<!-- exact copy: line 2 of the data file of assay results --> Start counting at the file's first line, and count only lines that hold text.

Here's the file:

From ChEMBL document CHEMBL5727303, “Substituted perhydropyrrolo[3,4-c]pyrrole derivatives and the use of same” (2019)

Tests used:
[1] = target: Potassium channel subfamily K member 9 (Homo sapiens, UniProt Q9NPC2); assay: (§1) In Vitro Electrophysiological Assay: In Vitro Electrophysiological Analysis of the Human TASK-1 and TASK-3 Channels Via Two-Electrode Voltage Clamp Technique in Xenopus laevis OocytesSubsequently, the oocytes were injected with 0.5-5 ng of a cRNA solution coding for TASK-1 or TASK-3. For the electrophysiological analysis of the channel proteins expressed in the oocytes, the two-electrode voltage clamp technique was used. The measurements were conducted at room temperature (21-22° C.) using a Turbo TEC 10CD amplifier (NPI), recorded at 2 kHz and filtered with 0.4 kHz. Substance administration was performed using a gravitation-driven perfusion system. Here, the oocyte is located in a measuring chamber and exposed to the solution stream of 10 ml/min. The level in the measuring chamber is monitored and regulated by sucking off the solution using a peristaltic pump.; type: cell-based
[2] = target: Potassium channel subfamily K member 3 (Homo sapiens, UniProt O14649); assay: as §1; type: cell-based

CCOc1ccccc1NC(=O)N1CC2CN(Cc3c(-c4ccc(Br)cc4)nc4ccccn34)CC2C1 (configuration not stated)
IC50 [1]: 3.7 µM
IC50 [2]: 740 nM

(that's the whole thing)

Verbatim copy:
Tests used: